“I should have been surprised, Sancho,” said Don Quixote, “if thou hadst not introduced some bit of a proverb into thy speech. Well, well, I forgive thee, provided thou dost mend and not show thyself in future so fond of thine own interest, but try to be of good cheer and take heart, and encourage thyself to look forward to the fulfillment of my promises, which, by being delayed, does not become impossible.”

Sancho said he would do so, and keep up his heart as best he could. They then entered the grove, and Don Quixote settled himself at the foot of an elm, and Sancho at that of a beech, for trees of this kind and others like them always have feet but no hands. Sancho passed the night in pain, for with the evening dews the blow of the staff made itself felt all the more. Don Quixote passed it in his never-failing meditations; but, for all that, they had some winks of sleep, and with the appearance of daylight they pursued their journey in quest of the banks of the famous Ebro, where that befell them which will be told in the following chapter.

 

敌人诡计暴露,英雄不妨逃跑,伺机东山再起才算得上聪明人。唐吉诃德证实了这个真理。他激起了当地人的怒火,惹得那群愤怒的人对他不客气,他就脚下生烟,扔下了桑乔,置桑乔于危险而不顾,逃到了一个他认为足够安全的地方才止住脚步。桑乔就像刚才说的那样,横卧驴背在后面跟随。等到追上主人时,他已经清醒过来。桑乔从驴背上滚下来,落到罗西南多脚下,浑身疼痛,狼狈不堪。唐吉诃德下马察看桑乔的伤口。他见桑乔从头到脚都是好好的,不禁勃然大怒,说道:

“你偏偏在那个倒霉的时候学驴叫,桑乔!你为什么偏偏在秃子面前说灯泡亮?你学驴叫,除了招棍子打,还能招来什么?你得感谢上帝,桑乔,他们只打了你一棍子,没用刀子在你脸上划个十字。”

“我现在不想说什么,”桑乔说,“我觉得说话有些透不过气来。咱们骑上牲口走吧。我以后再也不学驴叫了,不过有句话我不能不说:有些游侠骑士只顾自己逃走,把忠实的仆人甩给敌人,任凭仆人被打得遍体鳞伤。”

“不是逃跑,是撤退。”唐吉诃德说,“你该知道,桑乔,勇敢而不谨慎,就是鲁莽,而鲁莽者成功多半靠的是运气,而不是靠勇气。所以我承认我是撤退了,但不是逃跑。在这方面,我是模仿许多勇士的做法,准备伺机东山再起。这种例子在历史上比比皆是。不过,讲这些对你没什么用处,我也没兴趣,我这会儿不想说了。”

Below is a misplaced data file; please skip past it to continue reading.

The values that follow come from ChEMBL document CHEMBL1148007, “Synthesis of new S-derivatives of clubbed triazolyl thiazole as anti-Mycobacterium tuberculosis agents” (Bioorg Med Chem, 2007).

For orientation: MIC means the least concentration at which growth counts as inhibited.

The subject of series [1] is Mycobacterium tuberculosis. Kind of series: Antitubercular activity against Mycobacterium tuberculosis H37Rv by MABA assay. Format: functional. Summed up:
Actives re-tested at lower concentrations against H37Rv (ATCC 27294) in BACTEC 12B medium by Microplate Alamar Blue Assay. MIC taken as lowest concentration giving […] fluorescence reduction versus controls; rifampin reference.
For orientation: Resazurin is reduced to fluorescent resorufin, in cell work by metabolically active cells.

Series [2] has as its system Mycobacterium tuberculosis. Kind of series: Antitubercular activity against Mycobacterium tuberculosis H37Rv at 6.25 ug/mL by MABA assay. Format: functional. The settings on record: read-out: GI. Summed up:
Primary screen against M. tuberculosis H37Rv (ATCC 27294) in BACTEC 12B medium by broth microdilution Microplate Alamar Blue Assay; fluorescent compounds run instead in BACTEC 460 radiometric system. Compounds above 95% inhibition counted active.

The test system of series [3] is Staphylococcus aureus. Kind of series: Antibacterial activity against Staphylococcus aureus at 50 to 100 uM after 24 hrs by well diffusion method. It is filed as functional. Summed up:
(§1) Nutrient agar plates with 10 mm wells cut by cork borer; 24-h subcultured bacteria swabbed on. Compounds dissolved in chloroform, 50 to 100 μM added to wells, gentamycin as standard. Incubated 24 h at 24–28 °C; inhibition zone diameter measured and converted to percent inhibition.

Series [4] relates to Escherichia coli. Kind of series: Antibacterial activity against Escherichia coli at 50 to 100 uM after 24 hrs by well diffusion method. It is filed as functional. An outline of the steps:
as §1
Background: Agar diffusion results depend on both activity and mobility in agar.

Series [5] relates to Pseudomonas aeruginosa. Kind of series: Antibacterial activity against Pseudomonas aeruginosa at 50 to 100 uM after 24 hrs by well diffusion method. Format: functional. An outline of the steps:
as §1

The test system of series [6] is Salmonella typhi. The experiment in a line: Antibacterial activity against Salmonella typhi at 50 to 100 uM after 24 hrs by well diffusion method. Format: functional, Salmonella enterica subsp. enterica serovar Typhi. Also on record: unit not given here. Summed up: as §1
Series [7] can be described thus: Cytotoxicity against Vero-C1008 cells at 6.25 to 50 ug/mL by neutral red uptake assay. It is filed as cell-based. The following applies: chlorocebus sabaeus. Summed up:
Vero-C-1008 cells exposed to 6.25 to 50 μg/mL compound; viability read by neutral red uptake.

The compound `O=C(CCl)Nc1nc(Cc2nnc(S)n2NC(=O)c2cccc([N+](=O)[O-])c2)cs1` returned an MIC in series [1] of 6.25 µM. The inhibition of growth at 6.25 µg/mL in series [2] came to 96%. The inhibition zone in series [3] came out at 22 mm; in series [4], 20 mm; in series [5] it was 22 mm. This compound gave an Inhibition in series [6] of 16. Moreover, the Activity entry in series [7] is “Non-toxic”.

桑乔在唐吉诃德的帮助下上了驴,唐吉诃德自己也骑上了马。他们慢慢走着,不知不觉走进了不远处的一片杨树林。桑乔不时发出痛苦的哎哟声和呻吟声。唐吉诃德问他怎么会这么难受,桑乔回答说,他从尾骨到脖子根都疼,疼得快没知觉了。

“他们用来打你的那根棍子很长,”唐吉诃德说,“打到了你的整条脊骨,所以你的脊背疼。如果打到你身上的面积更大,你会疼得更厉害。”

“我的天啊,”桑乔说,“您可帮我解释清楚了一个大问题,而且讲得这么精辟!真是的,我对疼痛的原因就那么不明白,还得您告诉我那是棍子打的!如果是我的脚踝疼,我或许还可以琢磨一下为什么会疼;可我是被打痛的,这原因还用猜吗?我的主人啊,我相信,别人是根本靠不住的。现在我越来越清楚地意识到,跟着您是别想指望得到什么了。这次您让我在那儿挨打,以后,您还会让我上百次地被人用被单扔,或者受其他捉弄。现在他们往我背上打,以后就会往我眼睛上打。我真是个笨蛋,否则我现在会混得好得多。以后除非是有好处的事,我什么也不再干了。我如果回家去照应我的老婆和孩子,靠上帝恩典,我再说一遍,我现在会混得好得多,也用不着跟着您在根本没有路的地方奔波,喝不好也吃不好。要说睡觉呢,侍从老弟呀,你就量七尺地吧,如果愿意,还可以再量七尺,随你的便,你愿意占多大地方就占多大地方。过去的所有游侠骑士都是傻瓜!谁第一个涉足游侠骑士,还有,谁第一个愿意给那些傻瓜骑士当侍从,我咒他被烧死,被烧成灰!至于现在的游侠骑士,我就什么也不说了。对现在这些游侠骑士,我得尊重,因为您就是其中的一个嘛,还因为我知道,在说话和考虑问题方面,您比魔鬼稍微强点儿。”

“我现在可以和你好好打个赌,桑乔,”唐吉诃德说,“你这会儿尽管说,没有人会阻拦你,这样你身上就一点儿也不疼了。说吧,我的宝贝,你脑子里怎么想的,都说出来。只要你不疼了,你胡说八道半天,我不但不生气,反而高兴。既然你那么愿意回家去找老婆孩子,如果我阻拦你,上帝也不容。我的钱就在你手里,你看看咱们第三次出来已经多长时间了,你每月该拿多少钱,你就自己拿吧。”

“您跟参孙·卡拉斯科不是很熟吗,我在为参孙·卡拉斯科的父亲托梅·卡拉斯科干活的时候,”桑乔说,“每月除了吃饭外,还挣两个杜卡多。至于在您这儿我应该挣多少钱,我就不知道了,我只知道当游侠骑士的侍从要比干农活辛苦多了。我们干农活,不管白天干多少活,不管怎么不好,至少可以围着锅吃晚饭,在床上睡觉。可是自从跟了您之后,我就没在床上睡过觉。除了咱们在迭戈·德米兰达家舒服了几天,在卡马乔的聚餐会上从锅里捞了点油水,还有,在巴西利奥家连吃带喝又睡了几天外,其余时间我都是露天睡在坚硬的土地上,忍受着各种恶劣天气,靠干奶酪和面包块充饥,喝的是野地路边的溪水或者泉水。”“我承认你说的都是真的,桑乔。”唐吉诃德说,“那么你说,我该比托梅·卡拉斯科再加多少钱呢?”

“我觉得如果您每月给我再加两个雷阿尔,”桑乔说,“就很不错了,这可以算是我的工钱。可是,若按照您答应给我一个小岛掌管的话,您应该给我再加六个雷阿尔才对,这样每月加起来就是三十个雷阿尔。”

“很好,’唐吉诃德说,“工钱就照你说的算。咱们离开村子已经二十五天了,你就按照这个数算吧,桑乔,看看我应该给你多少钱,然后就照我刚才说的,你自己拿吧。”

“我的天哪!”桑乔说,“您的帐算得太不对了。您答应给我岛屿的那份钱,应该从您答应给我岛屿之日起一直算到现在。”

“那么我答应你多长时间了,桑乔?”唐吉诃德问。

“如果我没记错的话,”桑乔回答说,“大概有二十年,再加三天左右。”

唐吉诃德拍了一下脑门,大笑起来,然后说道:

“从我在莫雷纳山那段日子到现在才将近两个月,桑乔,你怎么说我已经许给你岛屿二十年了呢?现在我告诉你,你是想用付你工钱的办法把我放在你手里的那些钱都拿走。如果真是这样,只要你愿意,我可以现在就把我的钱全部给你,但愿它能对你有用。只要能甩开如此没良心的侍从,我就是身无分文也高兴。告诉我,你这个游侠骑士侍从的叛逆,你在哪儿见过或者读过,某个游侠骑士的侍从敢在他的主人面前说‘您每月应该付我多少多少工钱’?你说,你说,你这个无赖、混蛋、妖怪!你就是一个十足的无赖、混蛋、妖怪!如果你能在那浩如烟海的骑士小说里找出哪个侍从说过,或者哪怕想过你刚才说的那些话,我就去死。还可以把我算成是傻瓜。掉转你的驴,回家去吧。从现在起,你没有必要再跟我往前走一步了,我的好心算让狗给吃了!我的诺言也算白说了!你这个人真是连猪狗都不如!我正要抬举你,让你老婆喊你‘大人’,你却要告辞了?我正打定主意要让你成为世界上最好的岛屿的总督,你却要走了?这真像你常说的那样,‘蜜不是喂驴的’。你是驴,你就是驴,你到死也只能是头驴。

依我看,你到死也不会知道你是个畜生。”

桑乔目不转睛地盯着唐吉诃德,听着主人骂自己,内疚不已。他眼里噙着泪花,声音颤抖地说道:

“我的主人,我承认除了差一条尾巴外,我真成一头驴了。如果您愿意给我安上一条尾巴,我很愿意戴上它,这一辈子每天都像驴一样侍奉您。请您原谅我不懂事。您也知道,我懂得很少。如果我说多了,那也是糊涂而决非恶意,况且,‘知错就改,上帝所爱’嘛。”

“你要是说话不带点俏皮话才怪呢,桑乔。那好,只要你改了,从今以后不再热衷于打小算盘,而是心胸宽广,振作精神,等待我的诺言实现,我就原谅你。我许的诺言尽管还没有实现,但并不是不可能的。”

桑乔强打起精神,说他一定照办。

两人说着话进入了那片杨树林。唐吉诃德躺在一棵榆树下,桑乔躺在一棵出毛榉树下,但这里的树都已经是只有根没有叶了。桑乔这一夜过得很难受,安静下来以后,棍子打的地方显得更疼了。唐吉诃德则整夜不断地思念心上人。尽管如此,两人最后都进入了梦乡。第二天天亮以后,两人又继续赶路,向著名的埃布罗河岸边走去。下一章将记述他们在那里遇到的事情。